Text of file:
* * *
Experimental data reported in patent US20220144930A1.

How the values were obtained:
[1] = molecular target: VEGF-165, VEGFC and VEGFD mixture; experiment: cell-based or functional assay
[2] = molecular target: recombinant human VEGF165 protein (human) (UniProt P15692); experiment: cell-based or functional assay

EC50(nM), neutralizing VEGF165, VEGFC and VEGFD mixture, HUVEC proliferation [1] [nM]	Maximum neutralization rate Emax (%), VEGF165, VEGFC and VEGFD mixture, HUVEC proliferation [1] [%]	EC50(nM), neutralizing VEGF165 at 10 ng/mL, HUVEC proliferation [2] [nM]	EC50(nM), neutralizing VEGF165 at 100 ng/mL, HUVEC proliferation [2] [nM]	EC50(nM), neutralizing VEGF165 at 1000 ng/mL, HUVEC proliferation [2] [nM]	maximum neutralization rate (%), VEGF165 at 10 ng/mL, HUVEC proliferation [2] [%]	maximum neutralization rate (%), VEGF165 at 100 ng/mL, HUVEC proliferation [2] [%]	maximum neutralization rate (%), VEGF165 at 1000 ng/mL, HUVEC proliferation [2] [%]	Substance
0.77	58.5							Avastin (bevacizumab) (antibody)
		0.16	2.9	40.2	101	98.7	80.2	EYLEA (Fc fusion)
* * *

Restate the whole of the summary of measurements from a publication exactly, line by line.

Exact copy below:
Experimental data reported in patent US20220144930A1.

How the values were obtained:
[1] = molecular target: VEGF-165, VEGFC and VEGFD mixture; experiment: cell-based or functional assay
[2] = molecular target: recombinant human VEGF165 protein (human) (UniProt P15692); experiment: cell-based or functional assay

EC50(nM), neutralizing VEGF165, VEGFC and VEGFD mixture, HUVEC proliferation [1] [nM]	Maximum neutralization rate Emax (%), VEGF165, VEGFC and VEGFD mixture, HUVEC proliferation [1] [%]	EC50(nM), neutralizing VEGF165 at 10 ng/mL, HUVEC proliferation [2] [nM]	EC50(nM), neutralizing VEGF165 at 100 ng/mL, HUVEC proliferation [2] [nM]	EC50(nM), neutralizing VEGF165 at 1000 ng/mL, HUVEC proliferation [2] [nM]	maximum neutralization rate (%), VEGF165 at 10 ng/mL, HUVEC proliferation [2] [%]	maximum neutralization rate (%), VEGF165 at 100 ng/mL, HUVEC proliferation [2] [%]	maximum neutralization rate (%), VEGF165 at 1000 ng/mL, HUVEC proliferation [2] [%]	Substance
0.77	58.5							Avastin (bevacizumab) (antibody)
		0.16	2.9	40.2	101	98.7	80.2	EYLEA (Fc fusion)